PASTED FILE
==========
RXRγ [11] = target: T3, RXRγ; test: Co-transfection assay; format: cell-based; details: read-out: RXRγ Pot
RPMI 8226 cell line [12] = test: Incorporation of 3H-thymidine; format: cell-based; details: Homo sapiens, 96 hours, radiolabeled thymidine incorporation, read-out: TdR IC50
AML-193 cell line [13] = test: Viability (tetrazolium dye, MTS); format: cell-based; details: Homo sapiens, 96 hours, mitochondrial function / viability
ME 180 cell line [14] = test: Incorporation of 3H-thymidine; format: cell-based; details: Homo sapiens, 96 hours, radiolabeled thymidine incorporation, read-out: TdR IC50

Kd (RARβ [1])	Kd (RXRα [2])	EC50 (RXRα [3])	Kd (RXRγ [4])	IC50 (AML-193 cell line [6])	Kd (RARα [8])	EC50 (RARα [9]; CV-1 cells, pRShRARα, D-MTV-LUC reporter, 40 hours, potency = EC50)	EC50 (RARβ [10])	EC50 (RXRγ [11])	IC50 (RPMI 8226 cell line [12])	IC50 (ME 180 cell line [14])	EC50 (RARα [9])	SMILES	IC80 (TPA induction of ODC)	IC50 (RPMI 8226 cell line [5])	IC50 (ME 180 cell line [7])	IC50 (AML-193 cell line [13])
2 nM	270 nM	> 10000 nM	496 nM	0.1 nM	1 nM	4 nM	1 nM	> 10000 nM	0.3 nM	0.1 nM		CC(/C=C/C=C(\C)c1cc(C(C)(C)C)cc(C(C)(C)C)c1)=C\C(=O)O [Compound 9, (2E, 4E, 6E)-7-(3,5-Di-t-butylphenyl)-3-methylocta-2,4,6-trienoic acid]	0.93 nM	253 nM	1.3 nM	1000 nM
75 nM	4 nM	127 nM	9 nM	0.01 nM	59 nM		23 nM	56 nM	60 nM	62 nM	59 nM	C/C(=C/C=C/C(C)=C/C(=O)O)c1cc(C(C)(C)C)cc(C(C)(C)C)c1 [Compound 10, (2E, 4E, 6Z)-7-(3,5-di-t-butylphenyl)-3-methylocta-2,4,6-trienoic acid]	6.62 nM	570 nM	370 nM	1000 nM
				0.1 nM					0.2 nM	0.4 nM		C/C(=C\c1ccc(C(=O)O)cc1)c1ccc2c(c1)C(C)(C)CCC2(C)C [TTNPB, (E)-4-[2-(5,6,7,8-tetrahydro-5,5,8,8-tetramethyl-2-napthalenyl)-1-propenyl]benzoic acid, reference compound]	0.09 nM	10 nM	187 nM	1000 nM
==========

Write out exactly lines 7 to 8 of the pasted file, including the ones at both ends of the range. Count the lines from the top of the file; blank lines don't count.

75 nM	4 nM	127 nM	9 nM	0.01 nM	59 nM		23 nM	56 nM	60 nM	62 nM	59 nM	C/C(=C/C=C/C(C)=C/C(=O)O)c1cc(C(C)(C)C)cc(C(C)(C)C)c1 [Compound 10, (2E, 4E, 6Z)-7-(3,5-di-t-butylphenyl)-3-methylocta-2,4,6-trienoic acid]	6.62 nM	570 nM	370 nM	1000 nM
				0.1 nM					0.2 nM	0.4 nM		C/C(=C\c1ccc(C(=O)O)cc1)c1ccc2c(c1)C(C)(C)CCC2(C)C [TTNPB, (E)-4-[2-(5,6,7,8-tetrahydro-5,5,8,8-tetramethyl-2-napthalenyl)-1-propenyl]benzoic acid, reference compound]	0.09 nM	10 nM	187 nM	1000 nM